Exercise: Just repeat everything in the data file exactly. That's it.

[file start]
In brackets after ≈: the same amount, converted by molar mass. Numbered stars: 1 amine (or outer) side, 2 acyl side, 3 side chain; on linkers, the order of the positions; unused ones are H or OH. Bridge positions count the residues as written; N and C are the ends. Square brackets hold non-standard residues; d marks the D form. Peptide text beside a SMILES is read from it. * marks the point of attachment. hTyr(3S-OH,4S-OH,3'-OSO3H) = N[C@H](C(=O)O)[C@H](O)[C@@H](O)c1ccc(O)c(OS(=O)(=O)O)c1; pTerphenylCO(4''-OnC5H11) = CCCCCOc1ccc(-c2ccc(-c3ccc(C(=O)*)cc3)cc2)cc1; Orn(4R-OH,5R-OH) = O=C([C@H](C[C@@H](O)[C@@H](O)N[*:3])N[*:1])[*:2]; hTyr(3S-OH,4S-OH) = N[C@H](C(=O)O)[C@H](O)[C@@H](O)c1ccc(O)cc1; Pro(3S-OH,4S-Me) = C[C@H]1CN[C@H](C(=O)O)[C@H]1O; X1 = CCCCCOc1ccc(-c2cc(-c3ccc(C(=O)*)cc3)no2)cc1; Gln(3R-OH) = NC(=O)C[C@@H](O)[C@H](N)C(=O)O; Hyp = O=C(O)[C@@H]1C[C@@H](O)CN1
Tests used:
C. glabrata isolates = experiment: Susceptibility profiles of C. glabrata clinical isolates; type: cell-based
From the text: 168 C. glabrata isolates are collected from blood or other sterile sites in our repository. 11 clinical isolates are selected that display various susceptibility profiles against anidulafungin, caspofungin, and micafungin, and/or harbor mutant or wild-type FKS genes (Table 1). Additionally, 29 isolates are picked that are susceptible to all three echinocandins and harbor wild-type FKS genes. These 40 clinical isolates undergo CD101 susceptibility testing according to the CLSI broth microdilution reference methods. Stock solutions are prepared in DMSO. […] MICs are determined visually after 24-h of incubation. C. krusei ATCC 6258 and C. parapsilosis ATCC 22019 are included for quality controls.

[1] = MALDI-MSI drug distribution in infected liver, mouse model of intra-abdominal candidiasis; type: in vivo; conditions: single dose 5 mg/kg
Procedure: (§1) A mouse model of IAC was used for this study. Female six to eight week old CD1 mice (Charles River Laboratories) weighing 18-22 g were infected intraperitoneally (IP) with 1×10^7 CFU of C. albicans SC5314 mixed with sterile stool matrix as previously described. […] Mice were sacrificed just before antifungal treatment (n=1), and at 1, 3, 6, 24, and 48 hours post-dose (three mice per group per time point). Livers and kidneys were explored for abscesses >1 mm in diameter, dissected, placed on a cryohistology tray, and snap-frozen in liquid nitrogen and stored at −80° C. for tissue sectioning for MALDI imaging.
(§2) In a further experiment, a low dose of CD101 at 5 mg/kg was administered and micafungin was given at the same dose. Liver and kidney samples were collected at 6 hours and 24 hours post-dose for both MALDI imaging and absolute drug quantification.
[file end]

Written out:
In brackets after ≈: the same amount, converted by molar mass. Numbered stars: 1 amine (or outer) side, 2 acyl side, 3 side chain; on linkers, the order of the positions; unused ones are H or OH. Bridge positions count the residues as written; N and C are the ends. Square brackets hold non-standard residues; d marks the D form. Peptide text beside a SMILES is read from it. * marks the point of attachment. hTyr(3S-OH,4S-OH,3'-OSO3H) = N[C@H](C(=O)O)[C@H](O)[C@@H](O)c1ccc(O)c(OS(=O)(=O)O)c1; pTerphenylCO(4''-OnC5H11) = CCCCCOc1ccc(-c2ccc(-c3ccc(C(=O)*)cc3)cc2)cc1; Orn(4R-OH,5R-OH) = O=C([C@H](C[C@@H](O)[C@@H](O)N[*:3])N[*:1])[*:2]; hTyr(3S-OH,4S-OH) = N[C@H](C(=O)O)[C@H](O)[C@@H](O)c1ccc(O)cc1; Pro(3S-OH,4S-Me) = C[C@H]1CN[C@H](C(=O)O)[C@H]1O; X1 = CCCCCOc1ccc(-c2cc(-c3ccc(C(=O)*)cc3)no2)cc1; Gln(3R-OH) = NC(=O)C[C@@H](O)[C@H](N)C(=O)O; Hyp = O=C(O)[C@@H]1C[C@@H](O)CN1
Tests used:
C. glabrata isolates = experiment: Susceptibility profiles of C. glabrata clinical isolates; type: cell-based
From the text: 168 C. glabrata isolates are collected from blood or other sterile sites in our repository. 11 clinical isolates are selected that display various susceptibility profiles against anidulafungin, caspofungin, and micafungin, and/or harbor mutant or wild-type FKS genes (Table 1). Additionally, 29 isolates are picked that are susceptible to all three echinocandins and harbor wild-type FKS genes. These 40 clinical isolates undergo CD101 susceptibility testing according to the CLSI broth microdilution reference methods. Stock solutions are prepared in DMSO. […] MICs are determined visually after 24-h of incubation. C. krusei ATCC 6258 and C. parapsilosis ATCC 22019 are included for quality controls.

[1] = MALDI-MSI drug distribution in infected liver, mouse model of intra-abdominal candidiasis; type: in vivo; conditions: single dose 5 mg/kg
Procedure: (§1) A mouse model of IAC was used for this study. Female six to eight week old CD1 mice (Charles River Laboratories) weighing 18-22 g were infected intraperitoneally (IP) with 1×10^7 CFU of C. albicans SC5314 mixed with sterile stool matrix as previously described. […] Mice were sacrificed just before antifungal treatment (n=1), and at 1, 3, 6, 24, and 48 hours post-dose (three mice per group per time point). Livers and kidneys were explored for abscesses >1 mm in diameter, dissected, placed on a cryohistology tray, and snap-frozen in liquid nitrogen and stored at −80° C. for tissue sectioning for MALDI imaging.
(§2) In a further experiment, a low dose of CD101 at 5 mg/kg was administered and micafungin was given at the same dose. Liver and kidney samples were collected at 6 hours and 24 hours post-dose for both MALDI imaging and absolute drug quantification.